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February 1988


Editorial Comment

The Challenge of Mobilization


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The Challenge of Mobilization

—Wes Tullis

The mission movement has highlighted foreign and exotic places, the jungle and swamp tribes much more often than it has spoken impellingly about the crucial work of mission mobilization on the home front.

Fortunately, mobilizing organizations like ACMC (Association of Church Missions Committees), and AIMS (Association of International Mission Services) have come into being to help bring things into focus.

But now, gradually, a veritable network of would-be mobilizers is coming into being all across the country. We hope to see 35 local Vision Network offices in this country by the end of this year—offices focused on promoting the whole mission cause. Immediate means to that end are the ten Mobilization Workshops described on page 6.

What you will find in the following drawings and commentary by Wes Tullis is a graphic picture of the crucial mobilization scene here at home! Will you be part of it?

Read Wes’s article with care! —Ralph D. Winter

Let’s look together at the overall task of mobilization as it relates to seeing a mission renewal movement sweep our country.

First of all, what does “mobilization” refer to?

Mobilization—refers to any event by which God’s people are awakened and kept moving and growing until they find their place for strategic involvement in the task of completing world evangelization.

Key words in this sentence help us focus on what we are about as mobilizers.

“Any event”
We are dealing with a wide range of activities: speakers, musicians, conferences, etc.

A new discovery or revelation which shakes a person or fellowship into awareness and activity.

“Kept moving and growing”
This brings in the realities of discipleship and on-going care, the process of seeing people develop their World Christian convictions and work them out into practical areas of obedience.

“Until . . . strategic involvement”
The most demanding word in this definition is until. It requires sticking with someone or some fellowship group until that individual or group obtains a solid enough understanding of the task of world evangelization that results in specific steps into involvement with strategic impact on the overall cause of the Christian mission.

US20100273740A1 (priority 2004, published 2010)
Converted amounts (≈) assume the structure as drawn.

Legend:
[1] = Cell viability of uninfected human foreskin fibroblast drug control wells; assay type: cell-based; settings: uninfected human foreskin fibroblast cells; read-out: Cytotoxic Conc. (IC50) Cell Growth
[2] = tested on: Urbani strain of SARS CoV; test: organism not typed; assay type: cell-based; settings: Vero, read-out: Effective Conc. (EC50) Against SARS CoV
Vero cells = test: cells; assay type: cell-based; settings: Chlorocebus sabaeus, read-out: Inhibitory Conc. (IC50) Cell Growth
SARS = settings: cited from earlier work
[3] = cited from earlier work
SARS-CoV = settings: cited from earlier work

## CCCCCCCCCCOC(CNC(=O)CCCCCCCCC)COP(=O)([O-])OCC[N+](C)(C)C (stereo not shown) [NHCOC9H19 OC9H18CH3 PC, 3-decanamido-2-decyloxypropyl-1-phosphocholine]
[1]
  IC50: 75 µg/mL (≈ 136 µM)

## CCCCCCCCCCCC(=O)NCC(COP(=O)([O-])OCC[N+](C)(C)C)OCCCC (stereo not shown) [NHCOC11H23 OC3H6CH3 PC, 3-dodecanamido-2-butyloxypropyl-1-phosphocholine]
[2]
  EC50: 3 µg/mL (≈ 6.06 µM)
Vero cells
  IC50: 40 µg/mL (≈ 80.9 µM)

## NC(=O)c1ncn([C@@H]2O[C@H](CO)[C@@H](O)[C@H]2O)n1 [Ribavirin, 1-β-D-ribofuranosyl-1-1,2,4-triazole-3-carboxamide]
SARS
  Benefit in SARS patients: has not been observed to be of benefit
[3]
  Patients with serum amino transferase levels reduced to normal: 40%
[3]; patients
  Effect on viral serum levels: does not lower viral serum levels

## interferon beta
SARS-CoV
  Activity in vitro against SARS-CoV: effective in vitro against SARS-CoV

“Finds their place”
The last concern of a mission mobilizer is whether someone goes or sends. The key issue is that their lives are wrapped into a “first love” for Jesus and His global concern.

The diagram on the next page portrays the major GAP between the CHURCH and the WORLD to be reached. Between these two things are the forces in the overall process of mobilization.

The Forces in the Gap
l. The Church Congregation
The local church plays a most basic and essential role in the task of world evangelization. From it comes the prayer, manpower, and finances for missions. The job will get done only if there is dynamic teamwork between congregations of believers and mission agencies as they seek to fulfill the Great Commission.

2. Sent Ones and Senders
Every believer is called in either one of two ways to be involved in the task of world evangelization. Both of the callings require the same consecration to and confirma-tion of God’s leading. A sent one is a cross-cultural worker on the field. A sender is a Kingdom culture witness with a world vision on the home front.

3. Closure
Our common goal toward which the entire Body of Christ is to labor is the fulfillment of God’s climactic vision as revealed in Rev. 5:9 and Rev. 7:9.

Mental fortitude is needed to press us forward through trials and obstacles in finishing the task of world evangelization.

“I have glorified You down here on the earth by completing the work that You gave Me to do,” Jesus said in John l7:4. “I will build my church and the gates of hell will not prevail against it” (Mt. l6:l8).

Jesus leads us on to complete the task of world evangelization.